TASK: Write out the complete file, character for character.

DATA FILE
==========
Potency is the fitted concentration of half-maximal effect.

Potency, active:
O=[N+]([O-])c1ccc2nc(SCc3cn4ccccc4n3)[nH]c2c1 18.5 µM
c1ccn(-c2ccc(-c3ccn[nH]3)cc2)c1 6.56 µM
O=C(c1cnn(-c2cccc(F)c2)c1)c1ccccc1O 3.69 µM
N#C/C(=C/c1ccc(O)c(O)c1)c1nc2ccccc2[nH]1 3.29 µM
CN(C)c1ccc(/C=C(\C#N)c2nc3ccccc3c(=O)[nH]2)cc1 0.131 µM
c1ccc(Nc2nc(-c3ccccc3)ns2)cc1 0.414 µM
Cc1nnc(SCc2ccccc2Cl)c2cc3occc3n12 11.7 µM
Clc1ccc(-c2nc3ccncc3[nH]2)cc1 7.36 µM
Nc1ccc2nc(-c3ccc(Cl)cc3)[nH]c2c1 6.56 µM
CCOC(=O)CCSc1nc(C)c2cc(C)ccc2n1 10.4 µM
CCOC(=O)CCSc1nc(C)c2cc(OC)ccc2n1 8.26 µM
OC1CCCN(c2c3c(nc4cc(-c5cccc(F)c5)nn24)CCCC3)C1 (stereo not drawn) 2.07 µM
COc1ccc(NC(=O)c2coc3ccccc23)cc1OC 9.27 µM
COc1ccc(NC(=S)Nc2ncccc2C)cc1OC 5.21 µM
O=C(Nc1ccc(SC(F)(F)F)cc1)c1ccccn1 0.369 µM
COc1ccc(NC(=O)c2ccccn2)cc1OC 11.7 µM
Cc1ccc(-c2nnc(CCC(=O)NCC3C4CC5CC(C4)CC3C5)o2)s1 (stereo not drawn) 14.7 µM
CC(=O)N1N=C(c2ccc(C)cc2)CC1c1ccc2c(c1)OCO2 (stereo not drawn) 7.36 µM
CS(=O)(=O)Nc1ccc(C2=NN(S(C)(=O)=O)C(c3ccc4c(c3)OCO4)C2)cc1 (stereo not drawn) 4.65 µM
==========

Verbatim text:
Potency is the fitted concentration of half-maximal effect.

Potency, active:
O=[N+]([O-])c1ccc2nc(SCc3cn4ccccc4n3)[nH]c2c1 18.5 µM
c1ccn(-c2ccc(-c3ccn[nH]3)cc2)c1 6.56 µM
O=C(c1cnn(-c2cccc(F)c2)c1)c1ccccc1O 3.69 µM
N#C/C(=C/c1ccc(O)c(O)c1)c1nc2ccccc2[nH]1 3.29 µM
CN(C)c1ccc(/C=C(\C#N)c2nc3ccccc3c(=O)[nH]2)cc1 0.131 µM
c1ccc(Nc2nc(-c3ccccc3)ns2)cc1 0.414 µM
Cc1nnc(SCc2ccccc2Cl)c2cc3occc3n12 11.7 µM
Clc1ccc(-c2nc3ccncc3[nH]2)cc1 7.36 µM
Nc1ccc2nc(-c3ccc(Cl)cc3)[nH]c2c1 6.56 µM
CCOC(=O)CCSc1nc(C)c2cc(C)ccc2n1 10.4 µM
CCOC(=O)CCSc1nc(C)c2cc(OC)ccc2n1 8.26 µM
OC1CCCN(c2c3c(nc4cc(-c5cccc(F)c5)nn24)CCCC3)C1 (stereo not drawn) 2.07 µM
COc1ccc(NC(=O)c2coc3ccccc23)cc1OC 9.27 µM
COc1ccc(NC(=S)Nc2ncccc2C)cc1OC 5.21 µM
O=C(Nc1ccc(SC(F)(F)F)cc1)c1ccccn1 0.369 µM
COc1ccc(NC(=O)c2ccccn2)cc1OC 11.7 µM
Cc1ccc(-c2nnc(CCC(=O)NCC3C4CC5CC(C4)CC3C5)o2)s1 (stereo not drawn) 14.7 µM
CC(=O)N1N=C(c2ccc(C)cc2)CC1c1ccc2c(c1)OCO2 (stereo not drawn) 7.36 µM
CS(=O)(=O)Nc1ccc(C2=NN(S(C)(=O)=O)C(c3ccc4c(c3)OCO4)C2)cc1 (stereo not drawn) 4.65 µM